Aventa 3.6 allows users to utilize the Acceptance Manger, a feature that provides changes in gain settings, over a period of time and amount of usage, as determined by the hearing healthcare specialist. This is supported in both the ReSound LiNX 9 and ReSound LiNX 7 hearing instruments. In this month’s Tech Tip, we walk you through how to access and select Acceptance Manager options.
Launch Aventa 3.6
Connect ReSound LiNX Hearing Instruments.
Navigate to the Fit Screen
Select, ‘Acceptance Manager,’ from the left navigation menu.
Make Desired Acceptance Manger selections.
- From 1 week to 6 months of duration.
- Average Daily Use
- From 2 hours to 16 hours usage per day.
- Preserve Fine-Tuned Gain
- If checked, will calculate fine-tuning changes made to the current gain settings, into the end point target curves.
- Synchronize Progress During Use Time
- Allows the instruments to adapt at the same progress so that they end at the same point.
Visible Starting and Ending Points
Once the Acceptance Manager has been initiated, visible starting (A) and stopping (B) points will be seen in Aventa 3.6. Make any further pertinent programming adjustments, and select, ‘Save.
Follow Up Visits
During follow up visits, once connected in Aventa 3.6, the Adaptation Manager will indicate that adaption is in progress and show an estimation of time remaining, until completion.
Remember back in the ‘90s when people thought that listening to Mozart while studying would help with test performance? While some studies have disproved this theory, listening to music is still considered to be effective in recalling memories. In fact, music therapy can help Alzheimer’s patients recall memories and even restore cognitive function.
When you listen to music you’re familiar with, it stimulates the hippocampus, which handles long-term storage in the brain. It can help you remember what you were doing or where you were when you were listening to that song. So it’s really not much of a stretch to use music as a strategy to help you remember something.
Beyond the cognitive benefits of music therapy, think about how sounds in general affect your mood. The sound of a police or ambulance siren often incites a negative feeling, while the pitter patter of rain drops on the roof can be soothing and relaxing.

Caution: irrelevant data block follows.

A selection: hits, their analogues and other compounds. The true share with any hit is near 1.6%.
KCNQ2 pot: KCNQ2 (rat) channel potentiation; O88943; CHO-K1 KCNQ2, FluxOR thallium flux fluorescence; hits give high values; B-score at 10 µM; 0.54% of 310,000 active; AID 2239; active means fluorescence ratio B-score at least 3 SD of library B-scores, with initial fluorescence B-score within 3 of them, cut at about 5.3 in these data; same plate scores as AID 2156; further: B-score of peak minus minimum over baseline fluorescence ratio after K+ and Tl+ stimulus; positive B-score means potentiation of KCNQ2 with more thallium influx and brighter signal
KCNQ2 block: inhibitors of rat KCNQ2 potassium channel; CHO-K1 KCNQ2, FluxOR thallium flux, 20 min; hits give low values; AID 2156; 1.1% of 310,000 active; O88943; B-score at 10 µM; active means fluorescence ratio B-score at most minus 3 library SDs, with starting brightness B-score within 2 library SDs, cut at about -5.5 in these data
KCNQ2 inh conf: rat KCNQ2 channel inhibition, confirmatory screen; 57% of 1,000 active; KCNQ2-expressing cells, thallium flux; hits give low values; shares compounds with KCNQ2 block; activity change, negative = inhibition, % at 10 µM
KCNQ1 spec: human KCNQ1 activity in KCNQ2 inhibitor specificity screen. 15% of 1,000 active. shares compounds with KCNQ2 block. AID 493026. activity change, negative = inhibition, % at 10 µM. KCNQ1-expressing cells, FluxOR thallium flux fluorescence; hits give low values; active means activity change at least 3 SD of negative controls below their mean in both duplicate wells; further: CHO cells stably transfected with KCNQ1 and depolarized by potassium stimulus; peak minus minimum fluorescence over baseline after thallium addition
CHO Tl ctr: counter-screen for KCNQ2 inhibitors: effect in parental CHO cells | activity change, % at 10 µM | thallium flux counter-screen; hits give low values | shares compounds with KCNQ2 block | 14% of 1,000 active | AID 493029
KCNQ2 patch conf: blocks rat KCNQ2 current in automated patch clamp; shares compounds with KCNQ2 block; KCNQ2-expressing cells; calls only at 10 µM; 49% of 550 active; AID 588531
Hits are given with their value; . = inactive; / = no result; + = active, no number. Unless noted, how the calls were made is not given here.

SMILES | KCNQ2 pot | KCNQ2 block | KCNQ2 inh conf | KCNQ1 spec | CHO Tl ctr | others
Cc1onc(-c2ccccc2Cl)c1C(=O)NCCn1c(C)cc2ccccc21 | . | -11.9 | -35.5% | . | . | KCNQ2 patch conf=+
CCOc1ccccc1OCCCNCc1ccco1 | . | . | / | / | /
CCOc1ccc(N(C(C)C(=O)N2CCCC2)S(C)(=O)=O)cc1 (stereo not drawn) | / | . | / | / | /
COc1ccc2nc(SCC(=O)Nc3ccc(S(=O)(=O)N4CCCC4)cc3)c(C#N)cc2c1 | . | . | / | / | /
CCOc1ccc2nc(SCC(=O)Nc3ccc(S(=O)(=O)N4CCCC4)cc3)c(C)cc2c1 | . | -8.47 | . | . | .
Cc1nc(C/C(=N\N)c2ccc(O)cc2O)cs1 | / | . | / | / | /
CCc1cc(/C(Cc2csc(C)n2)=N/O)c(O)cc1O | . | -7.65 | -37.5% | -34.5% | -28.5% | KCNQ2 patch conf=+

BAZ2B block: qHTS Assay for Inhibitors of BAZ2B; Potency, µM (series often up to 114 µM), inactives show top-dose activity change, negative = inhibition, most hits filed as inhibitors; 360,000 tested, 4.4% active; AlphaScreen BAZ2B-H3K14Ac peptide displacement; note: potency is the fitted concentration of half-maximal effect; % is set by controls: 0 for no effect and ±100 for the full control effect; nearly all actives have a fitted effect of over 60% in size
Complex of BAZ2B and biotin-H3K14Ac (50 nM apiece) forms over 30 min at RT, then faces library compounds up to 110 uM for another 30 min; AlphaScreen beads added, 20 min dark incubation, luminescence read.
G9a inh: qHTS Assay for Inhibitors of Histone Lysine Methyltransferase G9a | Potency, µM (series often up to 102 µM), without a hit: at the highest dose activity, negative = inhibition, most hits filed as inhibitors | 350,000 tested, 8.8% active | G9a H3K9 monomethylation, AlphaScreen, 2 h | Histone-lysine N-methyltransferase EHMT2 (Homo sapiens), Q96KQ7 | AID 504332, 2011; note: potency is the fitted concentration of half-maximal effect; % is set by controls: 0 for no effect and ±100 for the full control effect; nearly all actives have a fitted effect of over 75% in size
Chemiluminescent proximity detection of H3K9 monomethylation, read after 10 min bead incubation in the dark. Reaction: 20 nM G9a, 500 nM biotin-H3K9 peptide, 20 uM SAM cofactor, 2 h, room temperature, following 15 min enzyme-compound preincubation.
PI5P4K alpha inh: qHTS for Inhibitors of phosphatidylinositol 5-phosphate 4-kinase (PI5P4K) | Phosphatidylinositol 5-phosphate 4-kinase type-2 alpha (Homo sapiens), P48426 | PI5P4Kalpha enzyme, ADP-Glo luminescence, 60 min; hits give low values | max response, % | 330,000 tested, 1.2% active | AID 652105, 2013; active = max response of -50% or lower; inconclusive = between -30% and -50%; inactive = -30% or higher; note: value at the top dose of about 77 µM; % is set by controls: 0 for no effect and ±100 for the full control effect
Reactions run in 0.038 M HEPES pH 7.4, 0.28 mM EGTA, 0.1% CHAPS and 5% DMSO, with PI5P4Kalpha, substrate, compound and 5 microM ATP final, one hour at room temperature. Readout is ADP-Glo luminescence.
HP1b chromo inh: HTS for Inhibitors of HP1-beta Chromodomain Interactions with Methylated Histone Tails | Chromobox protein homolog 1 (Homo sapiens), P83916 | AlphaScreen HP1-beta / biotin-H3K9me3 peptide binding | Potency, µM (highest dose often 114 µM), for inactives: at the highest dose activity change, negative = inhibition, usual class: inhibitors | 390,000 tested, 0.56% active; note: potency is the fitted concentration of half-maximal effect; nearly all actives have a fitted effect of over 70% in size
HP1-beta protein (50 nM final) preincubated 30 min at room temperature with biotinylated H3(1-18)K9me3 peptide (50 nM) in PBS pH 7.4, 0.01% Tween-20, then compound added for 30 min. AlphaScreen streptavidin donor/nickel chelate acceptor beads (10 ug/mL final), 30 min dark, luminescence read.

In 2012, the Drayton Manor Theme Park in the United Kingdom commissioned a survey of their nation’s favorite – and least favorite – sounds. The Daily Telegraph reported the results:
TOP 10 MOST LOVED SOUNDS
- Waves against rocks
- Rain against the windows
- Treading on snow
- Baby laughing
- Birds chirping
- Crackling open fire
- People laughing
- Leaves crunching beneath your feet
- Cat purring
- Church bells in the distance
TOP 10 MOST HATED SOUNDS
- Nails on a chalk board
- Someone being sick
- Car alarm
- A dentist’s drill
- Someone spitting
- A yapping dog
- Screaming baby/children
- Someone talking with their mouth full
- Someone grinding their teeth
- Someone’s knife grinding on a plate
What are your favorite sounds?
At a recent ReSound training in New Orleans, Steve Brown, an audiologist at Ears 4 Hearing in Southeast Missouri, asked our Chief Audiology Officer, Laurel Christensen, some advice on a patient he was treating.
- 61-year old male
- Long-term severe hearing loss
- Surgical equipment specialist
- Wearing RIC hearing aids from another manufacturer
The patient was struggling to keep his job because of the extent of his hearing loss. He had recently been assigned a particularly difficult neurosurgeon to support. and while the neurosurgeon was pleased with the new specialist’s work, he was irritated that he had to keep repeating himself.
Dr. Brown discussed the patient’s working environment with Dr. Christensen.
- He was required to stand at a monitor approximately 15 feet behind the surgeon
- Not only was the surgeon’s back to the patient, but he was also wearing a surgical mask and typically looking down
- There was a lot of noise in the room from surgical equipment, suction machines and conversation
- The patient was expected to hear and respond to every comment made by the surgeon – who was easily irritated by having to repeat himself
- The surgeon told him that his job was in jeopardy if he could not improve his hearing